Attractions, places of interest, things to do and places to visit in and around Kings Lynn: Peckover House, Oxburgh Hall, St Nicholas Chapel, East Winch Common, Scalextric Racing, Green Britain Centre, King's Lynn Library, Stubborn Sands, Ringstead Downs, Green Quay, King's Lynn Minster (St Margarets Church), Lynnsport Miniature Railway, Boston Bowl, Wisbech Museum, Paint Pots, Mr Gs Bowling Centre, Castle Acre Priory, Swimming at Oasis Leisure, BlackBeards Adventure Golf, Trues Yard Fishing Museum, Snettisham Park, Walpole Water Gardens, Iceni Village, Old Hunstanton Beach, Pensthorpe Nature Reserve & Gardens, Skylark Maize Maze and Funyard, Fun Farm, Church Farm Stow Bardolph, Pigeons Farm, Anglia Karting Centre, Castle Acre Castle.

For a family vacation in Kings Lynn and surroundings you'll be able to reserve hotels and holiday accommodation at inexpensive rates making use of the hotels search module displayed on the right hand side of the webpage.

You can see a bit more in regard to the village and area by using this website: Kings Lynn.

Get Your Intercom Systems Business Listed: The easiest way to have your organization showing on these listings, might be to surf to Google and set up a service placement, this can be accomplished here: Business Directory. It might take a bit of time till your listing comes up on this map, so get started without delay.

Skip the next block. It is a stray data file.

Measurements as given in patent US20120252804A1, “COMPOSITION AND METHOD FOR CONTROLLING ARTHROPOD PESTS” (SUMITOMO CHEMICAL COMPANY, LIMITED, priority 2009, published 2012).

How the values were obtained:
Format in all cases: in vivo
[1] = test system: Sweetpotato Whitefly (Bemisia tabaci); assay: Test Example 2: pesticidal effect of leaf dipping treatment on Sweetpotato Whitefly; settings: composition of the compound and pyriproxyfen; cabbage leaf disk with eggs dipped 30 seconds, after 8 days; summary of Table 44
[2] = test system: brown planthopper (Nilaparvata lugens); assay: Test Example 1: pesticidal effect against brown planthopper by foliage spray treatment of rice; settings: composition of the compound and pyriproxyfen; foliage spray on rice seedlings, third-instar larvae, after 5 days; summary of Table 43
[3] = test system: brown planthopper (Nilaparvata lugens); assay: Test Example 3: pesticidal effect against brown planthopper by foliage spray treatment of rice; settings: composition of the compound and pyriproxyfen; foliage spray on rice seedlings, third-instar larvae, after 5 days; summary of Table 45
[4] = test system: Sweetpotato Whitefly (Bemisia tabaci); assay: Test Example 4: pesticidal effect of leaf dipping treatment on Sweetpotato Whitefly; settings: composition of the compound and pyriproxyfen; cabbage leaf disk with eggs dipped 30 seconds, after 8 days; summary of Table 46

Must Watch Video - Step Back in Time and See King's Lynn 1940's to 1970's

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This information could be pertinent for neighbouring settlements like : Wiggenhall St Peter, Heacham, Snettisham, Gayton, Ashwicken, Watlington, Tottenhill, South Wootton, Sutton Bridge, West Newton, Babingley, Tottenhill Row, Long Sutton, Tilney All Saints, Ingoldisthorpe, Hillington, Dersingham, Leziate, Middleton, North Wootton, Walpole Cross Keys, Clenchwarden, Fair Green, West Winch, Gaywood, Lutton, Tower End, East Winch, Terrington St Clement, Runcton Holme, Bawsey, Castle Rising, Downham Market, West Bilney, Saddle Bow, Hunstanton, North Runcton, West Lynn, Setchey, Sandringham . MAP - LOCAL WEATHER

Provided that you took pleasure in this tourist information and review to Kings Lynn, then you might very well find several of our different resort and town websites worth a visit, perhaps our guide to Wymondham in South Norfolk, or maybe the guide to Maidenhead (Berkshire). To inspect these web sites, click on on the specific town or resort name. With luck we will see you back some time in the near future. Additional towns to visit in Norfolk include Swaffham, Wymondham and Heacham.